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History series - Voting Eligibility




The first general elections in New Zealand took place in 1853. The voting criteria was different back then.

To be eligible to vote you had to be male, a British subject, at least 21 years old, own land or be paying rent of a certain amount per year, and not serving a criminal sentence for a serious offence.

1867 saw the establishment of four Māori seats, enabling Māori to vote without needing to meet the property requirements.

Initially voting involved telling a polling officer verbally of ones chosen candidate. However, voters recorded feeling intimidated, embarrassed, or pressured about their vote. Not to mention the high chances of corruption.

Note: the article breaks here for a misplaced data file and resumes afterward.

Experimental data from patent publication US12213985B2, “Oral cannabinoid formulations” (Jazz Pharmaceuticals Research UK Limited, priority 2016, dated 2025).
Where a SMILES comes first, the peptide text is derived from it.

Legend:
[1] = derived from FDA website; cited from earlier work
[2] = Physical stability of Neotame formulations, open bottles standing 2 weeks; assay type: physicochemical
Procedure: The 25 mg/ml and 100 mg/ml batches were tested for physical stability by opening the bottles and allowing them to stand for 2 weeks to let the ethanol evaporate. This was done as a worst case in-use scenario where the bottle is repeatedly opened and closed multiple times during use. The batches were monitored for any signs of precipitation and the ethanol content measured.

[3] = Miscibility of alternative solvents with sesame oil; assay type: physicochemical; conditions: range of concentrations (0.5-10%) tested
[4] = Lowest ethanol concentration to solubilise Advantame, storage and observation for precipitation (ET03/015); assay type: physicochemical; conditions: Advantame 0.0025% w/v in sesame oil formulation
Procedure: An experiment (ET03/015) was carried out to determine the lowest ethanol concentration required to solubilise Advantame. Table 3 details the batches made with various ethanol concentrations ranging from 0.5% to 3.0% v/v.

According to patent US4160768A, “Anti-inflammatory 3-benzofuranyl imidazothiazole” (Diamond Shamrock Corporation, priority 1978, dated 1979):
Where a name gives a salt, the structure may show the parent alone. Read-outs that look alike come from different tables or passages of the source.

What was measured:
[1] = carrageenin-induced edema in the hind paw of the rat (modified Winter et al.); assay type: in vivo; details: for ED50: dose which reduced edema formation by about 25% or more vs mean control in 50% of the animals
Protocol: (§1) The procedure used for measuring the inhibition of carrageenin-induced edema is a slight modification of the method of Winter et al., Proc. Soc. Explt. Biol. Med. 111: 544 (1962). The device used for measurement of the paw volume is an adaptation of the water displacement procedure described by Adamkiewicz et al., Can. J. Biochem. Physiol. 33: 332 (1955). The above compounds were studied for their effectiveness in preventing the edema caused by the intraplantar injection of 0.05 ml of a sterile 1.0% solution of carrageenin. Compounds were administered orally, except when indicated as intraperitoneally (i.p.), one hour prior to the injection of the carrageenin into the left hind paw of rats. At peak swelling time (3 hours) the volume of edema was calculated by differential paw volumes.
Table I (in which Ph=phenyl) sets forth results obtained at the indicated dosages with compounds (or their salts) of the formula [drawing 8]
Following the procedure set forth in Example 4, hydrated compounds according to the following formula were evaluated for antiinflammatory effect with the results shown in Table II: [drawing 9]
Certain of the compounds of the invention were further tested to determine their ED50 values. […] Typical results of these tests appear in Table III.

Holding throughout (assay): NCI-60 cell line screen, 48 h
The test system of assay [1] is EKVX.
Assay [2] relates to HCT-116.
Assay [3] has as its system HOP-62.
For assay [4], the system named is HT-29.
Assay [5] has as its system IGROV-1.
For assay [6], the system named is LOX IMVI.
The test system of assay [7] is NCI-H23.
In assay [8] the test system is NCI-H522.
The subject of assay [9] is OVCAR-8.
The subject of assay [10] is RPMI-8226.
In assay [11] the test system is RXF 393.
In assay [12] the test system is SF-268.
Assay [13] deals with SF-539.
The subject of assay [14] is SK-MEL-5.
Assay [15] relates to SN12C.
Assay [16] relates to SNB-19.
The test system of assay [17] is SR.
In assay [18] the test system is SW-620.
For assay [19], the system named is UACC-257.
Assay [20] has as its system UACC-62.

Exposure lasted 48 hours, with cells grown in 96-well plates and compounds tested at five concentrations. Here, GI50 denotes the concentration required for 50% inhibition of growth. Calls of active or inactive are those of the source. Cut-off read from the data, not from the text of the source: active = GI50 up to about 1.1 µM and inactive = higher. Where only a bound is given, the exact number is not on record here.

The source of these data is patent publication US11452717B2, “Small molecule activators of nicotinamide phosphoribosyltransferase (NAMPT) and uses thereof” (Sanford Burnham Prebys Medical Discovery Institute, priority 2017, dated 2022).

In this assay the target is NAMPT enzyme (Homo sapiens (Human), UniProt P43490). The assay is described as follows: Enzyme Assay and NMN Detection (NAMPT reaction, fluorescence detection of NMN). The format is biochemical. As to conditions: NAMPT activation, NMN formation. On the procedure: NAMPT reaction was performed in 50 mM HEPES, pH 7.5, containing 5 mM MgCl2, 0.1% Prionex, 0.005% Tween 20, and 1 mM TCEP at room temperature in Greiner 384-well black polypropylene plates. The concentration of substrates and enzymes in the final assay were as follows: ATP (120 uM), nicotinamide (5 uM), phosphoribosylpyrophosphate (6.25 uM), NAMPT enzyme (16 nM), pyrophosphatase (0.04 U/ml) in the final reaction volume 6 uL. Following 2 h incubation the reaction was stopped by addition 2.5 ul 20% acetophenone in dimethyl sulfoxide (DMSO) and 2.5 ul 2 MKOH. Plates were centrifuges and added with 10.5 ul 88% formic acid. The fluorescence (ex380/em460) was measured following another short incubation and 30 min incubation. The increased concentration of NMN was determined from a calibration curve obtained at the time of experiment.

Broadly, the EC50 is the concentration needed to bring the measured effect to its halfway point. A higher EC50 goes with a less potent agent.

So in 1870, the secret ballot came into use, which allowed each voter to mark their choice on a printed ballot and place the ballot in a sealed box. Essentially this same system continues to be implemented today.

In 1879 after much controversy, Parliament decided to remove the requirement of ‘property ownership’. This allowed anyone who met the other qualifications to participate in the electoral process. This eventually gave rise to "working class" politicians and the birth of the Labour Party.

In 1893, about 40 years after the first general election – women were given the right to vote in New Zealand.

We have certainly come a long way in the development of our democratic parliamentary system.


Milestones in the political history of our nation – Aotearoa New Zealand. To learn more visit